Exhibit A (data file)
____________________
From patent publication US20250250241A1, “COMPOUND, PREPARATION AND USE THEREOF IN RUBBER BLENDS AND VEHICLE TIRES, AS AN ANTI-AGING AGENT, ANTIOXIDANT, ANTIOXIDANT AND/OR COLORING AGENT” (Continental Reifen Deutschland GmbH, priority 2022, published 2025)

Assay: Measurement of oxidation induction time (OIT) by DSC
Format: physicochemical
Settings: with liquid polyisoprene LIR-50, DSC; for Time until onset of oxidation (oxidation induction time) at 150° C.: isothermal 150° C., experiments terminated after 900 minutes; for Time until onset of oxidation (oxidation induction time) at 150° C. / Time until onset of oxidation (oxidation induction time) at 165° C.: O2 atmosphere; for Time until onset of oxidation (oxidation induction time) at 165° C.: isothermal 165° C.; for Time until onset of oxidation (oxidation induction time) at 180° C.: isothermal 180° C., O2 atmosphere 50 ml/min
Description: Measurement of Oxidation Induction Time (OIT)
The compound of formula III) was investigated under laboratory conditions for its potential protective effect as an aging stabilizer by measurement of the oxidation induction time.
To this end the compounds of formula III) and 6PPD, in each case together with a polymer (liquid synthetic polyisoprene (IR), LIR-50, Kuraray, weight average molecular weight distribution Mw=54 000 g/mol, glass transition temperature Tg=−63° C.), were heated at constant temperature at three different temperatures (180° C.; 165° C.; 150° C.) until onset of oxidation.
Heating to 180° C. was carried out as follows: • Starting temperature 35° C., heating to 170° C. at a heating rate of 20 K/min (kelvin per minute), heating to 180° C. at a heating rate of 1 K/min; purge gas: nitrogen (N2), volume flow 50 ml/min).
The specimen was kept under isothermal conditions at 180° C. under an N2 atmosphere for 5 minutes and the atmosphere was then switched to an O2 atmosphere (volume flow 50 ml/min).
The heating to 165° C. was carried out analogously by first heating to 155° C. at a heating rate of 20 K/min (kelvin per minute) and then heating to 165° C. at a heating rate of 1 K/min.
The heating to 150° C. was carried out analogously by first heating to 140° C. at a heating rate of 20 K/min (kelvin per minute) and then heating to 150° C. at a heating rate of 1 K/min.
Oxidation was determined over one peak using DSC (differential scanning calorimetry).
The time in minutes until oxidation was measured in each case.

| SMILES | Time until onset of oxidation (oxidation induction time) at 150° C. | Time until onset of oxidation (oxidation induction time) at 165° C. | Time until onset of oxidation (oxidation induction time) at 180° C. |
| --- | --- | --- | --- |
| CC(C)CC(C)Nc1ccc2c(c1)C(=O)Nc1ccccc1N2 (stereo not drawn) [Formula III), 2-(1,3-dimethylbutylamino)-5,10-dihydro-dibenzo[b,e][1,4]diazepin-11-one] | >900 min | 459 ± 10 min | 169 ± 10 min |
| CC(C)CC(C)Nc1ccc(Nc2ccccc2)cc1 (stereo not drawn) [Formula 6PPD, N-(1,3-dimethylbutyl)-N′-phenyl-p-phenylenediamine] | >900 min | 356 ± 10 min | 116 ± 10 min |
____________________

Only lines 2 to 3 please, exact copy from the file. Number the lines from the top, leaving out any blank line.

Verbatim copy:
Assay: Measurement of oxidation induction time (OIT) by DSC
Format: physicochemical